Welcome, Humanitarian Affairs Ministry, but…

Since coming back on his second tenure, President Muhammadu Buhari has consistently been using every opportunity to smear at the 8th National assembly, portraying it as a congregation of corrupt elements as opposed to his “saintly” executive arm and which he claimed had sabotaged and contributed to his administration’s dismal failure and slow progress in the last four years. But one thing observed by Nigerians is that, since the day of his inauguration into second tenure, one of the most significant things the President has done so far is assenting to acts passed by the demonized 8th Assembly.

And the recent is the creation of the Ministry of Disaster Management and Humanitarian Affairs, the idea of which came from a resolution passed by the House of Representatives under the Speakership of Rt. Hon Yakubu Dogara early this year. This followed a motion by Hon. Muhammed Sani Zorro (the then Chairman, House Committee on IDPs, Refugees & North-East Initiatives) calling for the establishment of a whole ministry to solely shoulder the daunting task of addressing the humanitarian catastrophe engulfing the country.

While moving the motion, Hon. Zorro cited examples of countries, both within the African continent and beyond, who have equally faced (or are facing) similar long-term humanitarian situation challenges as Nigeria (although some of them in much lesser degrees) – countries like Cameroon and the Sudan – who have full ministers supervising the humanitarian sector in their respective countries. And this is to show the importance and the desired attention humanitarian situations are given in those countries.

Now, as the President has heeded to this and established a ministry to run the humanitarian affairs in the country, we hope this will pave the way to solving the myriad of problems bedevilling the humanitarian field in Nigeria. Wow facts 1 Copy video url Play / Pause Mute / Unmute Report a problem Language Mox Player We hope the appointment of a minister to supervise and control works in the humanitarian sector in the country will help put a stop to the age old, protracted, inter agency rivalry (especially among the government agencies that are involved in humanitarian emergencies and relief works) which has been hindering every effort by the government at addressing general issues of displacement and rendering of relief assistance to the displaced persons and refugees across Nigeria.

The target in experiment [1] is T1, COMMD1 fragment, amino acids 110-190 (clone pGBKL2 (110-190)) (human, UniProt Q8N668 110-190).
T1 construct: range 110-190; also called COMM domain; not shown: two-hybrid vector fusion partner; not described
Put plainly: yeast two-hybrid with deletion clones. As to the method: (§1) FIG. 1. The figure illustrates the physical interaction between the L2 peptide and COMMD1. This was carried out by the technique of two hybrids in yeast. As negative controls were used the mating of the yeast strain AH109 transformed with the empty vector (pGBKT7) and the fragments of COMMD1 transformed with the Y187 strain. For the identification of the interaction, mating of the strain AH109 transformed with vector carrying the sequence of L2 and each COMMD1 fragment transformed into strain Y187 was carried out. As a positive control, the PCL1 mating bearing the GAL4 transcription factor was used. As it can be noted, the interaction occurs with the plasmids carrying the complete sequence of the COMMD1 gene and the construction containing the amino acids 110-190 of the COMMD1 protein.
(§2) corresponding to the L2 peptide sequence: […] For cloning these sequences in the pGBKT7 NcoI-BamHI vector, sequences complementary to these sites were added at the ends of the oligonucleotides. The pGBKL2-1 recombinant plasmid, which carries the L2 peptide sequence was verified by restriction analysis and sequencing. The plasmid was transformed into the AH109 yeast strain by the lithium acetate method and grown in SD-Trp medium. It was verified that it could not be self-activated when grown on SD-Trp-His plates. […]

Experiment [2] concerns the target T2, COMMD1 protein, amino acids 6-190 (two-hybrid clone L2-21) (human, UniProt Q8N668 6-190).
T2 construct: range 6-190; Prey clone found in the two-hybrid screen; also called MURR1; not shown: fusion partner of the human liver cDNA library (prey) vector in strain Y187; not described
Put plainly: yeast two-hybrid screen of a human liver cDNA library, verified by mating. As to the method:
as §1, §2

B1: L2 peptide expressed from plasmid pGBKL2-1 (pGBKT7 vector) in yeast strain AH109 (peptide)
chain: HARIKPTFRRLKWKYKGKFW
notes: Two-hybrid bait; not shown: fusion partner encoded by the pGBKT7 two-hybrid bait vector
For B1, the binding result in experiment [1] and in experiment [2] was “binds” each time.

By operating under the same ministry, I think the embarrassing rivalry and backstabbing between the two primary government agencies in the sector (the National Commission for Refugees and the National Emergency Management Agency), which have been struggling to usurp each other’s duties and functions, can be solved for good. Also, now that a cabinet minister will be representing the sector at the Executive Council Meeting, we hope this will make the government now look at the following two lingering issues: First, in addition to the lack of proper coordination in tackling the country’s humanitarian situation, we are also operating without an approved policy in place.

The National IDP Policy, which was drafted since the year 2012, has been lying there waiting for the government’s approval for it to become operational. This is a policy document that is supposed to be guiding and regulating activities within the humanitarian sector in the country. Maybe this time around the new minister, who happened to be the immediate former federal commissioner in charge of the National Commission for Refugees (NCR), would help expedite the process for the approval and putting into operation the policy document.

Secondly, there is the issue of domestication of the African Union Convention for the Protection and Assistance of Internally Displaced Persons in Africa, popularly known as Kampala Convention, which the government has been dragging on and showing lack of commitment or interest. Nigeria had already ratified the 2009 Convention, what remains now are for it to follow the footsteps of sister-nations and domesticate the provisions contained in the Convention through an act of the National assembly. With the Minister in place now, this may not be a difficult task to accomplish, if there is political will and commitment. But, above all, can the establishment of the Ministry help checkmate the endemic corruption in Nigeria’s humanitarian sector that, ironically, has been one of the corruption-enabled sectors in the country? Time will tell. But for now, we welcome the ministry and the minister on board.

Gumel writes from Abuja.

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